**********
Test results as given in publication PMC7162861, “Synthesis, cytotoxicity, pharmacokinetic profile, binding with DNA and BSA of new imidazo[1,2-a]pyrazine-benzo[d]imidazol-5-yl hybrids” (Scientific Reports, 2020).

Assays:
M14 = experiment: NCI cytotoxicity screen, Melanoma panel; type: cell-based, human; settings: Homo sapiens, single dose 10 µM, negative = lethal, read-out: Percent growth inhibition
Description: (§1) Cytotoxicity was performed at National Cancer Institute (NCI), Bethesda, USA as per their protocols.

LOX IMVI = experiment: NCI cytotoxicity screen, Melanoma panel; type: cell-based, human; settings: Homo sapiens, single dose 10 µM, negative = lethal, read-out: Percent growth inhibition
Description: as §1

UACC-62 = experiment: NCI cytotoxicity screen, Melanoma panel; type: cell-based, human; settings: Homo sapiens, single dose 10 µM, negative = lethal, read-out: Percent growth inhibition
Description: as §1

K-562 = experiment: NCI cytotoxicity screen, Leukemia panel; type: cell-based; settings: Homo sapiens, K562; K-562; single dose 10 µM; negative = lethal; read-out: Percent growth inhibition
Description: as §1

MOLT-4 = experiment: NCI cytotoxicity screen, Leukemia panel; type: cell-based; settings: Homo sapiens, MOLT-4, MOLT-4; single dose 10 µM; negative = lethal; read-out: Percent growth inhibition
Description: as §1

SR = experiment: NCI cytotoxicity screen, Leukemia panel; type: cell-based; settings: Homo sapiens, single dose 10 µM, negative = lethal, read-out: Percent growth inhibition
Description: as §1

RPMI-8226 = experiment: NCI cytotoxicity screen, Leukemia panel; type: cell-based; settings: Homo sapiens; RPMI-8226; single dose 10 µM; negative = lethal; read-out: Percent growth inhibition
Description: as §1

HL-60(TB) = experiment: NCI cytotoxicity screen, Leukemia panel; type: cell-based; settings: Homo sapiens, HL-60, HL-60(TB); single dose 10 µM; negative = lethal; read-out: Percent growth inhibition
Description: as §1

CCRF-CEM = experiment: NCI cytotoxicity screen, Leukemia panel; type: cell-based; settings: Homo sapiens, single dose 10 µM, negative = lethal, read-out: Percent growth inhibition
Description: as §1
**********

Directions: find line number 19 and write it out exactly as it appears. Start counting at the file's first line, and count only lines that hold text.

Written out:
CCRF-CEM = experiment: NCI cytotoxicity screen, Leukemia panel; type: cell-based; settings: Homo sapiens, single dose 10 µM, negative = lethal, read-out: Percent growth inhibition